IPB University is beginning the year by forming a new research consortium with the Wageningen University and Research (the Netherlands), the Van Hall Larenstein University of Applied Sciences (the Netherlands), and Jambi University (Indonesia) through the Kick-Off Meeting held on January 25th. This consortium will conduct a research project called the “Sustainability of Vegetable Oils to Achieving UN SDG 2030”, supported by Ministry of Foreign Affairs of both Indonesia and the Netherlands. This Kick-Off Meeting was officially opened by IPB University’s Vice Rector for International Affairs, Collaboration and Alumni Relations, Prof Dodik R Nurrochmat.
Ina Hagniningtyas Krisnamurthi, the Special Staff for Economic Diplomacy of Indonesia’s Ministry of Foreign Affairs, conveyed that the issue surrounding vegetable oil sustainability is still being debated upon in the global community. She continued to explain that this collaborative research is therefore highly strategic to study the issue of vegetable oil sustainability with the Sustainable Development Goals as achievement indicator. Krisnamurthi who is also the Indonesian Ambassador for India and Bhutan was present at the meeting as representative to the Indonesian Vice Minister of Foreign Affairs, Mahendra Siregar.
This event was also attended by the Dutch Ambassador for Indonesia, HE Lambert Grijns. According to Grinjs, it is important for the Netherlands and Indonesia to work together in conducting a study on vegetable oils in order to achieve SDGs 2030. Grinjns also added that the Netherlands role in this collaboration is highly relevant due to the country’s status of largest palm oil importer in the European Union. While Indonesia is one of the largest palm oil producers in the world. The Netherlands is the 12th largest market for vegetable oil products from Indonesia. In 2018, Indonesian vegetable oil export to the Netherlands made up to 20.8% the country’s imports.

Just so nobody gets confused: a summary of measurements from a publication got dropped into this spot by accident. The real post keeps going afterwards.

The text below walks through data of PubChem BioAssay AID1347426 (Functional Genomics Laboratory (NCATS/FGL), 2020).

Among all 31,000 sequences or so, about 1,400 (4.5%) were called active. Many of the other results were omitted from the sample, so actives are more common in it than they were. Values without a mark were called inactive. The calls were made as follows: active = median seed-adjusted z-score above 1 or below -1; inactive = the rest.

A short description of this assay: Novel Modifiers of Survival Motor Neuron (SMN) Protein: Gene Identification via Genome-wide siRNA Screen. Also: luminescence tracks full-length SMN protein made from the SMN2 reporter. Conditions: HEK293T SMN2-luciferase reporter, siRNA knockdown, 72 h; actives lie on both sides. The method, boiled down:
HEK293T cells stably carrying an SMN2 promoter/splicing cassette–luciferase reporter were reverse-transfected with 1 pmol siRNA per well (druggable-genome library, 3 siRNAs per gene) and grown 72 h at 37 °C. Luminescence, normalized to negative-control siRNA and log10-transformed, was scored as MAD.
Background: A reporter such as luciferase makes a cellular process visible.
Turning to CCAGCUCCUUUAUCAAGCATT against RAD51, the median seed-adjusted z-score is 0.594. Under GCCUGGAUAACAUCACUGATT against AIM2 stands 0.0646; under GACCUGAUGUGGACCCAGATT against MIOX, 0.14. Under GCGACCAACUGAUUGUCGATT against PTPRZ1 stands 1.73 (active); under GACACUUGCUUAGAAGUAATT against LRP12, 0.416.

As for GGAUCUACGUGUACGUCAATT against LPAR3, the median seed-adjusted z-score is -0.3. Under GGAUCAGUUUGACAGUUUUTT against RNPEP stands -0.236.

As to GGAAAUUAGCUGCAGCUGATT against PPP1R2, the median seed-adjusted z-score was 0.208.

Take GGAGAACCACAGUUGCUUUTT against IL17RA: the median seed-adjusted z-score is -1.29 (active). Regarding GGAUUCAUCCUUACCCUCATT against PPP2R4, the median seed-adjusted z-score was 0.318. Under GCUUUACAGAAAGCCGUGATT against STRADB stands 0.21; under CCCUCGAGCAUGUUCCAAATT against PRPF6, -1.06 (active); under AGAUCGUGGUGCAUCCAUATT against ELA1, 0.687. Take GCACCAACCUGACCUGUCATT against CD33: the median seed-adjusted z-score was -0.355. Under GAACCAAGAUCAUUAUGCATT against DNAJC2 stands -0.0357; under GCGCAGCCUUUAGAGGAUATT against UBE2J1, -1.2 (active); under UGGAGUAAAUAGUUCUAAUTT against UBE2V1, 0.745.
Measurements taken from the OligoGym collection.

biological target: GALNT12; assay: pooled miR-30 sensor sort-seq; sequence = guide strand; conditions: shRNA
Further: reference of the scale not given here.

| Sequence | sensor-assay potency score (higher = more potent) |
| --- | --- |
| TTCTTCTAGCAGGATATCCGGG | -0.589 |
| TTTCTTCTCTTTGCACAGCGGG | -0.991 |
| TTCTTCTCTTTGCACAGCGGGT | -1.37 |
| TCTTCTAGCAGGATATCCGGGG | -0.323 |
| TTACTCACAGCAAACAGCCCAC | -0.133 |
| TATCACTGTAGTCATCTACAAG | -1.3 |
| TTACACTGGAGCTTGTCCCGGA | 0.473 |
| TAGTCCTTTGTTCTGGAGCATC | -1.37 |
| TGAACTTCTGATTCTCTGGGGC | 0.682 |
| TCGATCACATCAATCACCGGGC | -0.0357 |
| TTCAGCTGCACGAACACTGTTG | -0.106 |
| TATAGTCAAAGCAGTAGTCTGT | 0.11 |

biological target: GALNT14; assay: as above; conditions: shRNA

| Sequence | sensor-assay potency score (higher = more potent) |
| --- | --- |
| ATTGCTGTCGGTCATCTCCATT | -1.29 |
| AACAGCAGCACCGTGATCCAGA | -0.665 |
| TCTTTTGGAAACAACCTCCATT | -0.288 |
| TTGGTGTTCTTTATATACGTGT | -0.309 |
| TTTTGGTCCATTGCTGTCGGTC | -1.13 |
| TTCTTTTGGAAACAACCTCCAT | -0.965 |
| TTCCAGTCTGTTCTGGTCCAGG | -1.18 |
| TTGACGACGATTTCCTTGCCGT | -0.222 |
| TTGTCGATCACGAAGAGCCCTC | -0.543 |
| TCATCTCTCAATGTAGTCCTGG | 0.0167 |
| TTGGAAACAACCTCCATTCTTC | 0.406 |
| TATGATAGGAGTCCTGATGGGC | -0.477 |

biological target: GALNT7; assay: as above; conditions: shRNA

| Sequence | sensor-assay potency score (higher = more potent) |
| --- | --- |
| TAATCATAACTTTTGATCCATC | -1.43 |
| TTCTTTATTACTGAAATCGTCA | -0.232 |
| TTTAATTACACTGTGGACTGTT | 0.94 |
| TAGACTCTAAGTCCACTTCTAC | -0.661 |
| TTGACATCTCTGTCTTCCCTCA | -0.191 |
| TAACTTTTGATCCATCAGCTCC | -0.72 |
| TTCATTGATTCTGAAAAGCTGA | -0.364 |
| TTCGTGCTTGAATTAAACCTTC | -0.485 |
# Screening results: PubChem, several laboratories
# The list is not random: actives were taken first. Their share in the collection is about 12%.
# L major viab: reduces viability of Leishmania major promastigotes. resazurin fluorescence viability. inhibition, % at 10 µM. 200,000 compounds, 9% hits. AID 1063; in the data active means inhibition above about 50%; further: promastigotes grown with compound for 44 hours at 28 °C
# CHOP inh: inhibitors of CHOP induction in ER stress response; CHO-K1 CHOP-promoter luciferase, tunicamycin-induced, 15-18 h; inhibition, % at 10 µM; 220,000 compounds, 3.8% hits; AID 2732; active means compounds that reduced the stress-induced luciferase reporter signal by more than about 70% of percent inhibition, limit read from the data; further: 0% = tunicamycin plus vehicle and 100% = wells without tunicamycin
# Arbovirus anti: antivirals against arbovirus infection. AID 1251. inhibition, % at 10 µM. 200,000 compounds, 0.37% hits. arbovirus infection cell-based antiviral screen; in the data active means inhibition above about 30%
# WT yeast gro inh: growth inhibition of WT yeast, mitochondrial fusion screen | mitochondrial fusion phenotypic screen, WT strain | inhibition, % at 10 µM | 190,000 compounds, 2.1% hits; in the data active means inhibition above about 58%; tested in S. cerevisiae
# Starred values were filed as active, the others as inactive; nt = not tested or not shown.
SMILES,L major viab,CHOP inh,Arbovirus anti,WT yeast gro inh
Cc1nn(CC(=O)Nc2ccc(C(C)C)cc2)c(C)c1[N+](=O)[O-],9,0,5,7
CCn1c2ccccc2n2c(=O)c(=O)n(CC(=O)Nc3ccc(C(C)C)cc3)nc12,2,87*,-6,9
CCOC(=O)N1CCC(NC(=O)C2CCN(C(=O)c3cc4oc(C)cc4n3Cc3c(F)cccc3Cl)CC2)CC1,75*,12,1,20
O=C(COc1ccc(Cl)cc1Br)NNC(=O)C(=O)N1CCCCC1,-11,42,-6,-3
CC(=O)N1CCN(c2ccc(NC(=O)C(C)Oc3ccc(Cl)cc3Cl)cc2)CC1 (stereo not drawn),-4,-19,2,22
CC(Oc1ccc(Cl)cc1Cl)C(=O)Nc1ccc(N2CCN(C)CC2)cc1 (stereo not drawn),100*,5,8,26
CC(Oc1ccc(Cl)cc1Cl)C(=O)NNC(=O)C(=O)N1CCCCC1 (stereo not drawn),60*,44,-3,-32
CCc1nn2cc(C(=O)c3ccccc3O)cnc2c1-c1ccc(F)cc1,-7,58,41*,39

Governments of both countries are deeply aware of the issues surrounding oil palm, especially in relation to the environment. Through this study, various approaches will be done to evaluate the sustainability of vegetable oil production in producer countries to hopefully reveal the root of its issues. The Indonesian research team, represented by Prof Suria Darma Tarigan and the Dutch Research team, represented by Dr Maja Slingerland, presented these approaches as well as the criteria and indicators used to study the sustainability of vegetable oils as a commodity and its contribution in achieving the SDG indicators.
IPB University’s Research Center for Tropical Agriculture Develops Shallot Variety with High Productivity Rate of 20 Tons per Hectare
Two shallot varieties have been developed by IPB University and successfully trial tested in IPB University’s Research Center for Tropical Agriculture: The Tajuk variety and SS Sakato variety. The trial was carried out in Blitar, Kebumen, Tegal, and Kuningan with the resulting productivity rate amounting to 17-20 tons per hectare. A unique characteristic of the Tajur variety is its low pest infestation due to the low attraction for the beet armyworm.
IPB University’s Research Center for Tropical Agriculture (PHKT) has made a successful harvest of shallots in Blitar Regency. The harvest was done at the “demfarm” location developed by PHKT with local partners through the National Research Priority Program (PRN).
The harvest was attended by the Head of the PRN Research Team, Prof MA Chozin, the Head of PKHT, Dr Awang Maharijaya, Head Villager of Sumberagung Village, Babinsa (Indonesian Territorial Army), and Mantri Tani (agricultural extension workers) of Panggungrejo District, Blitar Regency. The harvest is part of a trial and dissemination of research results enveloping the superior variety and production technology of shallots. PKHT has developed shallot “demfarm” in several locations including the Regency of Blitar (1 hectare), Tegal (0.5 hectare), Kebumen (2000 m2), and Kuningan (1 hectare).
The varieties being planted were developed by PKHT: the Tajuk variety planted in Blitar, Kebumen, and Tegal) and the SS Sakato variety planted in Kebumen and Kuningan. It is hoped that with the availability of this demfarm, there will be higher interest in the community to utilize the superior varieties developed by IPB University’s PKHT as an alternative to the shallot variety currently used.
Nur, one of the farmers whose land has been utilized as a demonstration plot, expressed his satisfaction on the productivity of the superior shallot variety developed by PKHT. He further supported his statement by adding that the production of Tajuk variety planted in his plot have reached 17-20 tons per hectare (fresh weight). Aside from its high productivity, another benefit of this variety is its low attraction for the beet armyworm (Spodoptera exigua), making pest infestation relatively low.